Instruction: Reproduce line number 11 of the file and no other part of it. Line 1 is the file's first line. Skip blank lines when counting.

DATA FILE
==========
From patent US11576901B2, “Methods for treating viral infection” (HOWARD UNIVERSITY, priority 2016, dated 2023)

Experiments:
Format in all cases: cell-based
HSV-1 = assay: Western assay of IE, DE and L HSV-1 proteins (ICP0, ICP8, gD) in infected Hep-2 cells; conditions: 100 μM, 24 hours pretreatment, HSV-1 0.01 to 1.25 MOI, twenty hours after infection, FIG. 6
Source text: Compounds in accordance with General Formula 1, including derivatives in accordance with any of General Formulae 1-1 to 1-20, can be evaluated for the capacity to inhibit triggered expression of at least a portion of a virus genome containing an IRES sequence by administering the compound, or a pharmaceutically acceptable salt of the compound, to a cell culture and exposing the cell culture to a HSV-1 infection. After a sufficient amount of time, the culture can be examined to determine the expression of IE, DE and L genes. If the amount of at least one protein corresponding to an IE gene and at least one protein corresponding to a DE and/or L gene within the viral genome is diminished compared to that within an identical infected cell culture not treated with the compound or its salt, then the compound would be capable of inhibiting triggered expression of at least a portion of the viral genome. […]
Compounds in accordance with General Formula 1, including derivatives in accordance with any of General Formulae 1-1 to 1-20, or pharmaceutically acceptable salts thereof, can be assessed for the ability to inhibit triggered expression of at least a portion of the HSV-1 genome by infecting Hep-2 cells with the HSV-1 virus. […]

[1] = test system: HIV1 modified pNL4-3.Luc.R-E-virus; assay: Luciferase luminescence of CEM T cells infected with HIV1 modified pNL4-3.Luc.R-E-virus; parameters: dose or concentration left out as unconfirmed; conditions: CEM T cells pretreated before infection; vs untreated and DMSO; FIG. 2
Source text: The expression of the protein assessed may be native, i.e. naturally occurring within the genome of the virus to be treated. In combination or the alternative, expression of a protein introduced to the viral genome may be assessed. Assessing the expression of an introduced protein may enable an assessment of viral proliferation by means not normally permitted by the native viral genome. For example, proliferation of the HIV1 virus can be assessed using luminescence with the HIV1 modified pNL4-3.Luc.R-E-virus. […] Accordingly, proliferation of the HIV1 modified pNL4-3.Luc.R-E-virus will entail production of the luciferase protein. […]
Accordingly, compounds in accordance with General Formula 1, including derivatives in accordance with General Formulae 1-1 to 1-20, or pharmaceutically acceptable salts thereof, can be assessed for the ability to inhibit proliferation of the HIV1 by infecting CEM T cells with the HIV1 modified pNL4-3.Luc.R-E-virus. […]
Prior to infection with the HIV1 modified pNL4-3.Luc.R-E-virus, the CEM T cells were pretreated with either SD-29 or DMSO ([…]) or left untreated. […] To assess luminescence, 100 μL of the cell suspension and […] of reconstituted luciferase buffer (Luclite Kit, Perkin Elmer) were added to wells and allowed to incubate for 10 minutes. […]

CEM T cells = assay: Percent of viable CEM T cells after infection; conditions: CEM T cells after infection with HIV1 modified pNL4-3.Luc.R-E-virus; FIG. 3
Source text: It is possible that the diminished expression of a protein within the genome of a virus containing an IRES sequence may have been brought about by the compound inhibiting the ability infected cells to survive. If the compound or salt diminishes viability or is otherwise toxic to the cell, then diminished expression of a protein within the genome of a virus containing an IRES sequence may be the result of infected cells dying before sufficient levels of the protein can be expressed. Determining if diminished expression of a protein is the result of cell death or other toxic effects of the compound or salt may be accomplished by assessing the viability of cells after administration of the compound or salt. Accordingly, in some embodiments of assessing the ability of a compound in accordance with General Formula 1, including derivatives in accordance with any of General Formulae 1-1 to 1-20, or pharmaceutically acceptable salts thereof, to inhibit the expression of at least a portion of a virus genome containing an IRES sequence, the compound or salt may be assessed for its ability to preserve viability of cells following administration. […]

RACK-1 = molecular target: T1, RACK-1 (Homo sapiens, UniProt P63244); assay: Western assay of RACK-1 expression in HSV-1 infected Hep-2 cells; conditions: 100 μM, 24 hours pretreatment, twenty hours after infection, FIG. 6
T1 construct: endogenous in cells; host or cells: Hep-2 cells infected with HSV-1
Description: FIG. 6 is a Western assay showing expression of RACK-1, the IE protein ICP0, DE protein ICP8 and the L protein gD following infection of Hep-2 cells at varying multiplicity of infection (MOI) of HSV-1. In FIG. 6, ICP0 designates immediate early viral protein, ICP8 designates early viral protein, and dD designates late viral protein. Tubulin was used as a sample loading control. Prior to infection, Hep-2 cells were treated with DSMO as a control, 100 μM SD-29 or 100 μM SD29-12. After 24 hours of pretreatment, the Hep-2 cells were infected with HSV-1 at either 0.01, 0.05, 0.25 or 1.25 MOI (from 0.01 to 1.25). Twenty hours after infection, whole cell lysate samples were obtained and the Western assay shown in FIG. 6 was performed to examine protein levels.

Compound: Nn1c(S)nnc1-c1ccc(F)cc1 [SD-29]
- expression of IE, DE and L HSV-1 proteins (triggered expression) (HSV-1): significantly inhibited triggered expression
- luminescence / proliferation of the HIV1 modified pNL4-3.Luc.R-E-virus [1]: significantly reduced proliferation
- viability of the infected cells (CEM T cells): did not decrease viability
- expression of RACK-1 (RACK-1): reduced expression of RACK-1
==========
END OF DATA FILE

CEM T cells = assay: Percent of viable CEM T cells after infection; conditions: CEM T cells after infection with HIV1 modified pNL4-3.Luc.R-E-virus; FIG. 3